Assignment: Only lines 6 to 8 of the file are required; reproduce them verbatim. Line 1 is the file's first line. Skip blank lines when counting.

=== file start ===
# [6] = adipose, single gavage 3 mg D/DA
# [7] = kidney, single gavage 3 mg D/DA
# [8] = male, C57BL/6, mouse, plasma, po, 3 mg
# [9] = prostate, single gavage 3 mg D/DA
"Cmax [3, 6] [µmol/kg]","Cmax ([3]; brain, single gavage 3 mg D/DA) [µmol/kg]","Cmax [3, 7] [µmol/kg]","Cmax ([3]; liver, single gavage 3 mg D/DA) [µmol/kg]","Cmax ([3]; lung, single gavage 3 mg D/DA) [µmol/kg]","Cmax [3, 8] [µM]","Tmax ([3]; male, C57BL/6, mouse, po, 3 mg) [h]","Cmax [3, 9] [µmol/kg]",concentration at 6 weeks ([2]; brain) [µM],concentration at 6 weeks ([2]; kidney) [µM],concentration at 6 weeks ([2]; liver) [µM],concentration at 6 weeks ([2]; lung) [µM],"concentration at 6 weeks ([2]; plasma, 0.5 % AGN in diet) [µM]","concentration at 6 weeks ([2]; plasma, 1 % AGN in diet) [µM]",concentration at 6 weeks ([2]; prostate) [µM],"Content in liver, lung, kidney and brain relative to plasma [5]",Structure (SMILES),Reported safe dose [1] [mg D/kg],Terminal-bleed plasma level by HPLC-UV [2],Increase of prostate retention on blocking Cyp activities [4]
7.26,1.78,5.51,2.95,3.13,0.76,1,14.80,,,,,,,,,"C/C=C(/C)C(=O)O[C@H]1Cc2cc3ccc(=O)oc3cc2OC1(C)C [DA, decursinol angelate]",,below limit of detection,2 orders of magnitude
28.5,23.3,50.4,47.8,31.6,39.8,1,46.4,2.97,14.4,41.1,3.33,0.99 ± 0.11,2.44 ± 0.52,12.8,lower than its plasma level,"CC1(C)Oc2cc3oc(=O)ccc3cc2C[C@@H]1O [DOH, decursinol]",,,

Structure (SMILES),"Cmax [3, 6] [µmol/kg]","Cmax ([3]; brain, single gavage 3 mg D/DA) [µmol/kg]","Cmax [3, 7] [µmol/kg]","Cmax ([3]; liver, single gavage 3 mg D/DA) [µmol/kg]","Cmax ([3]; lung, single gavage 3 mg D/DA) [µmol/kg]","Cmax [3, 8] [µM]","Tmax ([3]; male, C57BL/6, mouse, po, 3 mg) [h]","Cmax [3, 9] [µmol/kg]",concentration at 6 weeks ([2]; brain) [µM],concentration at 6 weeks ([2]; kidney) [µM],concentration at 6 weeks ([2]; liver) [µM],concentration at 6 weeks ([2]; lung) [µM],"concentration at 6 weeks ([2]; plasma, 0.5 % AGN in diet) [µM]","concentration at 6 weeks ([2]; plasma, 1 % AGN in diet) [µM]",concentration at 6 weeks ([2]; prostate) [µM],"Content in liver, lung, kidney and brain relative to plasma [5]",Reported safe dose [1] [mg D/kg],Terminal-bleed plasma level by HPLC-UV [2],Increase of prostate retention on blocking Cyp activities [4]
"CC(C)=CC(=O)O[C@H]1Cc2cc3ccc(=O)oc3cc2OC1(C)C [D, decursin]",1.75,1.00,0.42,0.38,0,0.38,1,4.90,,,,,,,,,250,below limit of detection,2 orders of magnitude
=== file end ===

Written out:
7.26,1.78,5.51,2.95,3.13,0.76,1,14.80,,,,,,,,,"C/C=C(/C)C(=O)O[C@H]1Cc2cc3ccc(=O)oc3cc2OC1(C)C [DA, decursinol angelate]",,below limit of detection,2 orders of magnitude
28.5,23.3,50.4,47.8,31.6,39.8,1,46.4,2.97,14.4,41.1,3.33,0.99 ± 0.11,2.44 ± 0.52,12.8,lower than its plasma level,"CC1(C)Oc2cc3oc(=O)ccc3cc2C[C@@H]1O [DOH, decursinol]",,,

Structure (SMILES),"Cmax [3, 6] [µmol/kg]","Cmax ([3]; brain, single gavage 3 mg D/DA) [µmol/kg]","Cmax [3, 7] [µmol/kg]","Cmax ([3]; liver, single gavage 3 mg D/DA) [µmol/kg]","Cmax ([3]; lung, single gavage 3 mg D/DA) [µmol/kg]","Cmax [3, 8] [µM]","Tmax ([3]; male, C57BL/6, mouse, po, 3 mg) [h]","Cmax [3, 9] [µmol/kg]",concentration at 6 weeks ([2]; brain) [µM],concentration at 6 weeks ([2]; kidney) [µM],concentration at 6 weeks ([2]; liver) [µM],concentration at 6 weeks ([2]; lung) [µM],"concentration at 6 weeks ([2]; plasma, 0.5 % AGN in diet) [µM]","concentration at 6 weeks ([2]; plasma, 1 % AGN in diet) [µM]",concentration at 6 weeks ([2]; prostate) [µM],"Content in liver, lung, kidney and brain relative to plasma [5]",Reported safe dose [1] [mg D/kg],Terminal-bleed plasma level by HPLC-UV [2],Increase of prostate retention on blocking Cyp activities [4]